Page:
Amazon, Apple, Google, and the Zigbee Alliance have announced a new working group to develop and promote the adoption of a new, royalty-free connectivity standard to increase compatibility among smart home products. The goal is to complete a draft specification by late 2020 that focuses on making smart homes ‘just work’, according to the group.
The Connected Home over IP project aims to simplify development for manufacturers and increase compatibility for consumers. The group’s press statement said the project is built around a shared belief that smart home devices should be secure, reliable, and seamless to use. By building upon internet protocol (IP), the project aims to enable communication across smart home devices, mobile apps, and cloud services and to define a specific set of IP-based networking technologies for device certification.
The project will define a specific set of IP-based networking technologies for device certification. It expects that compliant devices must implement at least one supported technology and not necessarily all. The goal of the first specification release will be Wi-Fi, up to and including 802.11ax (aka Wi-Fi 6), that is 802.11a/b/g/n/ac/ax; Thread over 802.15.4-2006 at 2.4 GHz; and IP implementations for Bluetooth Low Energy, versions 4.1, 4.2, and 5.0 for the network and physical wireless protocols.
The working group will likely also embrace other IP-bearing technologies like ethernet, cellular, broadband, and others. Some companies might focus their product offerings on the protocol over Wi-Fi/ethernet, while others might target the protocol over Thread or BLE, and still others might support a combination.
The industry working group will take an open-source approach for the development and implementation of the new, unified connectivity protocol. By developing an open source project in conjunction with the creation of the specification, the architecture can be prototyped and tested in real world use cases. At the end of the process, adopters can use this same code to speed up their product development.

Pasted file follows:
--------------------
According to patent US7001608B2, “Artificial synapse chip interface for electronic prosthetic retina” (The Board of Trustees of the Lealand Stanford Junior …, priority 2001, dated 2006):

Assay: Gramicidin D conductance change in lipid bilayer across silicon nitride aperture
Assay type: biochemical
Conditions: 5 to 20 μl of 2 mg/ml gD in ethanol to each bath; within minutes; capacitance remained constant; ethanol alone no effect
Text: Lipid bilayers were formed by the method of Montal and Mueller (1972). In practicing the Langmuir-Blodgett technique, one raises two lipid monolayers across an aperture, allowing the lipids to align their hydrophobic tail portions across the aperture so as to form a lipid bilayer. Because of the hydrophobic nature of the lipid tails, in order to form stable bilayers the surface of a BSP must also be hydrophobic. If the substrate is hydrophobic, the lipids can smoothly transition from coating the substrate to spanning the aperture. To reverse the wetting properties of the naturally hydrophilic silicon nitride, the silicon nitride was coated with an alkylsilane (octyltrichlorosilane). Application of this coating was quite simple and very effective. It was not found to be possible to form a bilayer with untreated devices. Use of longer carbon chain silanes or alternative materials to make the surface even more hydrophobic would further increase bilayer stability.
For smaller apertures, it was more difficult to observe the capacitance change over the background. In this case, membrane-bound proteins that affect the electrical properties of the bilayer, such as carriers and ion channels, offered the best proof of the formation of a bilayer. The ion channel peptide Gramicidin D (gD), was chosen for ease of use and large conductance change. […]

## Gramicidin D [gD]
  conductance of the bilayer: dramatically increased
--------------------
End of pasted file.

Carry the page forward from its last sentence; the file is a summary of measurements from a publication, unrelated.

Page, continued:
To accelerate development of the protocol, the working group will start with components of market-tested smart home technologies from Amazon, Apple, Google, Zigbee Alliance, and others in both in the Internet of things (IoT) space and outside. The decision to leverage these technologies is expected to accelerate the development of the protocol and deliver benefits to manufacturers and consumers faster. Any open source code the working group chooses to incorporate will be copied into the Connected Home over IP open source project and will be modified as needed.
The project intends to leverage development work and protocols from existing systems such as Amazon’s Alexa smart home, Apple’s HomeKit, Google’s Weave and Zigbee Alliance’s Dotdot data models. The working group stresses that at this time it does not intend to standardize smart home user interfaces such as voice assistants, smart displays, or desktop and mobile apps.
Zigbee Alliance board member companies such as Ikea, Legrand, NXP Semiconductors, Resideo, Samsung SmartThings, Schneider Electric, Signify (formerly Philips Lighting), Silicon Labs, Somfy, and Wulian are also on board to join the working group and contribute to the project.
The group said the IP-based approach is appropriate because with IP being the most common network layer used in homes and offices, this allows IP messages to be routed across networks independent of the physical and link layers underlying them. There are ample battle tested algorithms and infrastructure for performing routing, switching and firewalling in robust and resilient ways. On top of IP, you inherit accepted transport protocols like TCP and UDP. Consequently, it said IP is an ideal way to deliver end-to-end security and privacy in communication between a device and another device, app, or service. Since the protocol is built upon IP, its message traffic should be able to flow seamlessly across different kinds of networks.
>> This article was originally published on our sister site, EE Times.